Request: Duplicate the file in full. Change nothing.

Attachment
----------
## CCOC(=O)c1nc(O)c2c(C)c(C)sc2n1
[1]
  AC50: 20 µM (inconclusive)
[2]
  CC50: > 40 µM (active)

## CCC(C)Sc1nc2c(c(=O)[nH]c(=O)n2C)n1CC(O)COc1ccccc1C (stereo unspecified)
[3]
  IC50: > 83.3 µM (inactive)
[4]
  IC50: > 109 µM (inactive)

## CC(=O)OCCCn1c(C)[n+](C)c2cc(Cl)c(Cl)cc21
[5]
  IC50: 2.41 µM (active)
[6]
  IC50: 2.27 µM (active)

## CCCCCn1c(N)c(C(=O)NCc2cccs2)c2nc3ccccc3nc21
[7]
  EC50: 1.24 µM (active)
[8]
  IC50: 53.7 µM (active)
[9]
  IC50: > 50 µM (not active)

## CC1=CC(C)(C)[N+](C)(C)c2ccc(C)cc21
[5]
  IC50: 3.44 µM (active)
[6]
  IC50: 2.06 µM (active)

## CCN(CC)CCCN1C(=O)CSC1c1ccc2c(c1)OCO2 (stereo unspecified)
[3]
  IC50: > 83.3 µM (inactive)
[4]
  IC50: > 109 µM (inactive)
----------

## CCOC(=O)c1nc(O)c2c(C)c(C)sc2n1
[1]
  AC50: 20 µM (inconclusive)
[2]
  CC50: > 40 µM (active)

## CCC(C)Sc1nc2c(c(=O)[nH]c(=O)n2C)n1CC(O)COc1ccccc1C (stereo unspecified)
[3]
  IC50: > 83.3 µM (inactive)
[4]
  IC50: > 109 µM (inactive)

## CC(=O)OCCCn1c(C)[n+](C)c2cc(Cl)c(Cl)cc21
[5]
  IC50: 2.41 µM (active)
[6]
  IC50: 2.27 µM (active)

## CCCCCn1c(N)c(C(=O)NCc2cccs2)c2nc3ccccc3nc21
[7]
  EC50: 1.24 µM (active)
[8]
  IC50: 53.7 µM (active)
[9]
  IC50: > 50 µM (not active)

## CC1=CC(C)(C)[N+](C)(C)c2ccc(C)cc21
[5]
  IC50: 3.44 µM (active)
[6]
  IC50: 2.06 µM (active)

## CCN(CC)CCCN1C(=O)CSC1c1ccc2c(c1)OCO2 (stereo unspecified)
[3]
  IC50: > 83.3 µM (inactive)
[4]
  IC50: > 109 µM (inactive)